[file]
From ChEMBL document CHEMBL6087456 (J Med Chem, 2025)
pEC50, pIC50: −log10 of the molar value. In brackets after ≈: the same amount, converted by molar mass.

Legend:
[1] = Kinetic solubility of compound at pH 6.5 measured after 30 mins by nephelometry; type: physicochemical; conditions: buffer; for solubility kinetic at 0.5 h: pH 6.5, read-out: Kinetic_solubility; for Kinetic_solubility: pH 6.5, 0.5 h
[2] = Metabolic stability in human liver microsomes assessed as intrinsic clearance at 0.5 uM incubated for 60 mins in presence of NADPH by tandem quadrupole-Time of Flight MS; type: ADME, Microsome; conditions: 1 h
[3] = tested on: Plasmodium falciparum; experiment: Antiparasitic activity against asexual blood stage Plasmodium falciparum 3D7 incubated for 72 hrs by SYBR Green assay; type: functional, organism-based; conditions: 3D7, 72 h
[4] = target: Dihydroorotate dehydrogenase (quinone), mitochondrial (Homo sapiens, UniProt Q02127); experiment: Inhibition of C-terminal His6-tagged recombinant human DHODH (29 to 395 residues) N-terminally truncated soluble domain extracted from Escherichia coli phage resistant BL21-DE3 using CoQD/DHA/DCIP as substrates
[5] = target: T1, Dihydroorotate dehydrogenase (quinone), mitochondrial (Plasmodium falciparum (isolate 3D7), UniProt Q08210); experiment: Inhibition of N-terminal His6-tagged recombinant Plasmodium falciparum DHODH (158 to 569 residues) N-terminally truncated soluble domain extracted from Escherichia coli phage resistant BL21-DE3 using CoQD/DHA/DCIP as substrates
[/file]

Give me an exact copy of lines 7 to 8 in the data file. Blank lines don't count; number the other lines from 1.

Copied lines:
[4] = target: Dihydroorotate dehydrogenase (quinone), mitochondrial (Homo sapiens, UniProt Q02127); experiment: Inhibition of C-terminal His6-tagged recombinant human DHODH (29 to 395 residues) N-terminally truncated soluble domain extracted from Escherichia coli phage resistant BL21-DE3 using CoQD/DHA/DCIP as substrates
[5] = target: T1, Dihydroorotate dehydrogenase (quinone), mitochondrial (Plasmodium falciparum (isolate 3D7), UniProt Q08210); experiment: Inhibition of N-terminal His6-tagged recombinant Plasmodium falciparum DHODH (158 to 569 residues) N-terminally truncated soluble domain extracted from Escherichia coli phage resistant BL21-DE3 using CoQD/DHA/DCIP as substrates